Sometimes mindfulness teachers present such a level calm embodiment of mindfulness to the world and their participants that it is hard to imagine them ever feeling ruffled. I like to joke that I am very good at modelling imperfection as all mindfulness teachers are encouraged to do. Modelling imperfections I have no hesitation in doing but modelling calm whilst under stress I have always struggled a tad more with.
So on Wednesday when I found myself locked out of the building where I normally teach one of my courses I was amazed to find myself feeling surprisingly unruffled. Even when the emergency contact number failed to come up with any help I still found myself smiling and thinking oh well, that’s that then.
Don’t get me wrong, it was an annoying situation that I hope I never find myself in again but I didn’t battle it or get myself all agitated, that was the big difference. There was no denial, I felt myself almost settle into the situation and think this is just how it is right now.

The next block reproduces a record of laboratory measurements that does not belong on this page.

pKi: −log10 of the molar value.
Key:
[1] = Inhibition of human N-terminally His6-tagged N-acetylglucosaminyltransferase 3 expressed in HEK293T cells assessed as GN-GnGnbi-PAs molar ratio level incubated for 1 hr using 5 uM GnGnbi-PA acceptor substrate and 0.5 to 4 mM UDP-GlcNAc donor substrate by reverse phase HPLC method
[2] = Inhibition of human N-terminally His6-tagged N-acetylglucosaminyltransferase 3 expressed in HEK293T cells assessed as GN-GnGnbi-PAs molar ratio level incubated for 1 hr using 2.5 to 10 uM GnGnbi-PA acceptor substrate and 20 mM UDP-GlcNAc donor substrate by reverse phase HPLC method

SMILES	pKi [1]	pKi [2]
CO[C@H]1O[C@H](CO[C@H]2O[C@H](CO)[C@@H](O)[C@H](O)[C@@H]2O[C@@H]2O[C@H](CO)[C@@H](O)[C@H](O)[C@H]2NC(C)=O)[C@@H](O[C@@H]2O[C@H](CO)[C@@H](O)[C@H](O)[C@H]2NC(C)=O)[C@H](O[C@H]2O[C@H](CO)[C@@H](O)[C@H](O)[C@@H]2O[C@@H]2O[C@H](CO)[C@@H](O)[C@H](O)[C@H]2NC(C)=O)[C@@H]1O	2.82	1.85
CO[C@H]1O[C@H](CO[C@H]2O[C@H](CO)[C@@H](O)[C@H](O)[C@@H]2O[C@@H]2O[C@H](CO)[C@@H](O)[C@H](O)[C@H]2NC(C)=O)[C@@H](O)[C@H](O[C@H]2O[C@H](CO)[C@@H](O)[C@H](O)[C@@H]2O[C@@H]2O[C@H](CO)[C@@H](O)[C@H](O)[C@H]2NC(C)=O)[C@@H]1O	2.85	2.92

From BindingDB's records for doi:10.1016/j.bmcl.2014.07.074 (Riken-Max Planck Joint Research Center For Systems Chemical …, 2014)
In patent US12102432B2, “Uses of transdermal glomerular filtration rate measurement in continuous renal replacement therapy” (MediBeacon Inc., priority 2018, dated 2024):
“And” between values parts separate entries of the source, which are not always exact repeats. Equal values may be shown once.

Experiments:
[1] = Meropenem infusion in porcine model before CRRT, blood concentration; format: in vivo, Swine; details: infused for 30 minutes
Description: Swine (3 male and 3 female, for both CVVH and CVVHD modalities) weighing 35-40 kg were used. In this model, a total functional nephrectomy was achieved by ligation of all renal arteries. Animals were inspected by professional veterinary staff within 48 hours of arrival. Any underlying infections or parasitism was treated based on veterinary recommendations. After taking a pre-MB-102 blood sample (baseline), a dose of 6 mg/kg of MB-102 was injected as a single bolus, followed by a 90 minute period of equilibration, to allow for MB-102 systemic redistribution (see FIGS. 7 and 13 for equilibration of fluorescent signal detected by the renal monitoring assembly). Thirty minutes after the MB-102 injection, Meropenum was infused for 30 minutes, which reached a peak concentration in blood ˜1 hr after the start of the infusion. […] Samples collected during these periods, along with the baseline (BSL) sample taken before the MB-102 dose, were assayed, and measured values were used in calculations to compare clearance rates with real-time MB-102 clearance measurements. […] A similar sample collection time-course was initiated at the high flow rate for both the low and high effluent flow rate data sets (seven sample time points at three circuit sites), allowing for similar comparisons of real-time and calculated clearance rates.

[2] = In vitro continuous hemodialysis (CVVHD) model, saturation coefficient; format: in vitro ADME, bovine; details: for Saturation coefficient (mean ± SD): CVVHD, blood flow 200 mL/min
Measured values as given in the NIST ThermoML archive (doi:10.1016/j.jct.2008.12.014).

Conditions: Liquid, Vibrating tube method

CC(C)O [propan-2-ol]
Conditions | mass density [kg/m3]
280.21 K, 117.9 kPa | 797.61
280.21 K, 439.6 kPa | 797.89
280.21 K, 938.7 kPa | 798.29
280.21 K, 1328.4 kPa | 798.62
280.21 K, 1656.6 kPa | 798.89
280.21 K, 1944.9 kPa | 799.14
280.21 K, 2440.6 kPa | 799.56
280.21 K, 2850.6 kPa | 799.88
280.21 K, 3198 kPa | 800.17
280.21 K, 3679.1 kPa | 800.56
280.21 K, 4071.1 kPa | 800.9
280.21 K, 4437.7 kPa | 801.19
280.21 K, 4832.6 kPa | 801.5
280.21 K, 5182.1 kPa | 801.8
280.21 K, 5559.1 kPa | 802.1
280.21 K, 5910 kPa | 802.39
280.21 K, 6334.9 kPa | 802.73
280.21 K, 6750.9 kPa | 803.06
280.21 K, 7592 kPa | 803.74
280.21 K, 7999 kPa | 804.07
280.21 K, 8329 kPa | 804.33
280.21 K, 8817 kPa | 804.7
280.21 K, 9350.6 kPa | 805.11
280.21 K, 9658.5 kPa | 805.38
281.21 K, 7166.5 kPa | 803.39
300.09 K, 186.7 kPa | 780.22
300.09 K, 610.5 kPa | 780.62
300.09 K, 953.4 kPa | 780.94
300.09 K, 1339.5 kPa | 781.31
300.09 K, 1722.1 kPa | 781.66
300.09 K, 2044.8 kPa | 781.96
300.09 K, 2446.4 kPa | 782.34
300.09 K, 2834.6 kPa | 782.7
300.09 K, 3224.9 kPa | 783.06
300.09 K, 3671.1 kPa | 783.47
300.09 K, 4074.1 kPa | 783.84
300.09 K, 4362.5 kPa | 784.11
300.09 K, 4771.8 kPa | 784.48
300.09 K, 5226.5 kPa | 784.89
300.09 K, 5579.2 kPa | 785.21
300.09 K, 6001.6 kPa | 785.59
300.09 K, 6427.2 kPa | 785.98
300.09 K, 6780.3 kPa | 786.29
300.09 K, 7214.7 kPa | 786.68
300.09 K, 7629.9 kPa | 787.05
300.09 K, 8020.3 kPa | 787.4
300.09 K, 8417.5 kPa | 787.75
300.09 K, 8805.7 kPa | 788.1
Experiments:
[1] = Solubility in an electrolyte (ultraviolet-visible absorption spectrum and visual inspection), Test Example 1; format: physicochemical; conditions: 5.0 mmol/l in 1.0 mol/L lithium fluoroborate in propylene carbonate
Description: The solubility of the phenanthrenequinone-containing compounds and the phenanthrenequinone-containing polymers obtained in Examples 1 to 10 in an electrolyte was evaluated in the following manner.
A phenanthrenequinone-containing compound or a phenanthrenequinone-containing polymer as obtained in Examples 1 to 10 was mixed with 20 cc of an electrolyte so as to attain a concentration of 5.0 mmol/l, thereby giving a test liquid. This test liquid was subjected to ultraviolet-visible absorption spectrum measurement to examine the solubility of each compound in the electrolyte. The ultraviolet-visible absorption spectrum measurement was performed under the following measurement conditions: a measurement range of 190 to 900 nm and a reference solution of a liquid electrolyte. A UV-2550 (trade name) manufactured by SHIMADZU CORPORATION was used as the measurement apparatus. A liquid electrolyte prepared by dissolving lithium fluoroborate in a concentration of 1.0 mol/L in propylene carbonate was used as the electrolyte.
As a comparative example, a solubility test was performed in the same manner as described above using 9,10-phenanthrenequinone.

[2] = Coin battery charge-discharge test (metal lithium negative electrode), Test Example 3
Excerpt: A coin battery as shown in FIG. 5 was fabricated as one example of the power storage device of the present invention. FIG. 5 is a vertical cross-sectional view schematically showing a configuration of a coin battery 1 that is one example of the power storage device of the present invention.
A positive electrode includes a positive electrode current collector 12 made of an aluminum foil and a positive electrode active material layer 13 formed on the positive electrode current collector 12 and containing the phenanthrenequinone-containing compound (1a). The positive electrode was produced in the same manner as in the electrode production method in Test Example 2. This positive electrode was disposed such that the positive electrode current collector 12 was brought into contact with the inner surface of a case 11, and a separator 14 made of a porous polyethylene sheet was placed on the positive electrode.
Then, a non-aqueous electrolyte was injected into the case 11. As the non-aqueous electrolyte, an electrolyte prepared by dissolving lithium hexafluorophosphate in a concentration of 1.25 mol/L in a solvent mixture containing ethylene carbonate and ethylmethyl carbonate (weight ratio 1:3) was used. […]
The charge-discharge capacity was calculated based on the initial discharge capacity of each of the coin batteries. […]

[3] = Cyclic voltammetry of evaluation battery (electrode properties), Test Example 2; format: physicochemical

It’s almost mandatory for us mindfulness teachers to use anything unpleasant or uncomfortable as a way to practice mindfulness. If someone has a cough in a class we say ‘It’s OK it just gives us something to work with’, ditto if there’s a loud ticking clock or traffic noises outside. It’s just something to sit with and see what arises.
Wednesday night gave me a lot to sit with and see what arose. After my room shenanigans I got to my usual train station to find the express train I hoped to catch had been cancelled. There was no wrestling with this second major inconvenience of the day, instead once again there was a sense of shrugging, a letting go, when before there might have been silent curses and annoyance. Nothing else has actually changed, just my perception of all the stuff that happens.
Today’s Total Practice Time: 40 minutes movement and seated practice